• Deal with people that cause you to over-eat. Many times we avoid confrontation with people and instead, keep suffering through broken relationships. Talk out your issues with these people and let them know how their words or actions affects you. If they care about the relationship, they will do their part to fix it. If not, move on and find a new friend who understands relationships take work on both sides.
        • Get into the habit of waiting before eating. Go through a mental checklist in your mind before you put food on a plate. Am I hungry or upset? Am I bothered by something? When did I eat last? Is this what my body needs right now? Sometimes you will be both hungry and upset but not necessarily making the right choice for a meal or snack.

        Eating When You Are Tired

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          • Make freezer meals in advance. All you have to do is take it out and microwave it. Knowing you have something quick, easy and healthy at home will help you avoid the fast food drive-thru on the way home.
          • Grocery shop with these moments in mind. When you are tired and hungry you look for whatever is fast and easy to make. Look for fast, easy, but healthy options while shopping and avoid buying food that will become a temptation when you are too tired to cook.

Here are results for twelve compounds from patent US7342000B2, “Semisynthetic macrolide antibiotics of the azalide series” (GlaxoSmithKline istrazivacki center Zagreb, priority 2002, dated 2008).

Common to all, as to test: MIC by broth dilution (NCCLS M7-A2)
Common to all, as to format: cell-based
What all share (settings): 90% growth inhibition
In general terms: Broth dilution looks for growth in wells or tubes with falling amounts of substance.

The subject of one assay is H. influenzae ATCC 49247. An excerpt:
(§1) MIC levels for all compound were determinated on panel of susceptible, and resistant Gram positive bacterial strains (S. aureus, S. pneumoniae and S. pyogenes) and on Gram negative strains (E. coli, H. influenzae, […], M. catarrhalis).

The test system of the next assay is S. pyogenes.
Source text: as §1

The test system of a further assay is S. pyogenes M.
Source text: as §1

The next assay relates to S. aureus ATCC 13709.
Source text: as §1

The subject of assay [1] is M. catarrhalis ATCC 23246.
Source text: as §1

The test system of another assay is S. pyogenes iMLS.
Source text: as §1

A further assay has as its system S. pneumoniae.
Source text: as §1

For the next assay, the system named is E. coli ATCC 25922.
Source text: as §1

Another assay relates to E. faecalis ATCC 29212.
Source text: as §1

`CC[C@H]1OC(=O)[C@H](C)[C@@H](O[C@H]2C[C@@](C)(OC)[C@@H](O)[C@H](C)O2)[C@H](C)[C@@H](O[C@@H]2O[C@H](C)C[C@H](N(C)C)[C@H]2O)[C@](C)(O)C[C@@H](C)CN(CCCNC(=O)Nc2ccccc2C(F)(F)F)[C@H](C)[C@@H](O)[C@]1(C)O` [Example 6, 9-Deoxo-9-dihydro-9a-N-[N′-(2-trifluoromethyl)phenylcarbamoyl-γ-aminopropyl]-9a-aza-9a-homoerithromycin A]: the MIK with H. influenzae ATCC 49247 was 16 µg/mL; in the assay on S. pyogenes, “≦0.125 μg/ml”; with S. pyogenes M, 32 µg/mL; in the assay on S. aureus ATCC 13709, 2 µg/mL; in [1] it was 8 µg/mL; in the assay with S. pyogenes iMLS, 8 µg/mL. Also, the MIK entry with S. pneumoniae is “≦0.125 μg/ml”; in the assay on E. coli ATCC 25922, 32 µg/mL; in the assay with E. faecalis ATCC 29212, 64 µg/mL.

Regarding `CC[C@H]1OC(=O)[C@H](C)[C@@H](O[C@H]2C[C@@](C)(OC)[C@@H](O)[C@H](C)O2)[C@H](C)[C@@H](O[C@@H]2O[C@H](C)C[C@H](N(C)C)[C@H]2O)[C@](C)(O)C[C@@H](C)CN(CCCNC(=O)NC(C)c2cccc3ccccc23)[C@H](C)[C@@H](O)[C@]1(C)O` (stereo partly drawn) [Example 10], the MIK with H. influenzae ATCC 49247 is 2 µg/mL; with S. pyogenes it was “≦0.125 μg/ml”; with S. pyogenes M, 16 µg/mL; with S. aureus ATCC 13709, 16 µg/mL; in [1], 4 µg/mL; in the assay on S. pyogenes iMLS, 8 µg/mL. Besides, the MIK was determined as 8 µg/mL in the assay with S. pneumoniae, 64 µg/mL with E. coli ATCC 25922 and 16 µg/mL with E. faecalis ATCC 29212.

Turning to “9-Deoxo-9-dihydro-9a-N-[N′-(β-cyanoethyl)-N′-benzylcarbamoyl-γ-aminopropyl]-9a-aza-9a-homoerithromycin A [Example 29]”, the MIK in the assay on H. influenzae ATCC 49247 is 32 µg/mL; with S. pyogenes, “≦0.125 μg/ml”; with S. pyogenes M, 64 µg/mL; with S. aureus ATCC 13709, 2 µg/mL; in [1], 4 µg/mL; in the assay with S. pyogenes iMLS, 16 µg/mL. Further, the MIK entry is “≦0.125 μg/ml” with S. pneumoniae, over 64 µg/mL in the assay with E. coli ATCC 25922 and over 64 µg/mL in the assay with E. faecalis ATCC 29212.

• Try not to overdo it. If you continually allow yourself to get this tired and hungry, it will be hard to keep weight off and hard to resist binging on junk food. Try to stick with a menu plan that allows you to eat a few small meals throughout the day so that when you do feel tired, hunger isn’t a concern.
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          Last Updated on January 21, 2020

          The Best Way to Create a Vision for the Life You Want

          The Best Way to Create a Vision for the Life You Want

          Creating a vision for your life might seem like a frivolous, fantastical waste of time, but it’s not: creating a compelling vision of the life you want is actually one of the most effective strategies for achieving the life of your dreams. Perhaps the best way to look at the concept of a life vision is as a compass to help guide you to take the best actions and make the right choices that help propel you toward your best life.

          your vision of where or who you want to be is the greatest asset you have

            Why You Need a Vision

            Experts and life success stories support the idea that with a vision in mind, you are more likely to succeed far beyond what you could otherwise achieve without a clear vision. Think of crafting your life vision as mapping a path to your personal and professional dreams. Life satisfaction and personal happiness are within reach. The harsh reality is that if you don’t develop your own vision, you’ll allow other people and circumstances to direct the course of your life.

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            How to Create Your Life Vision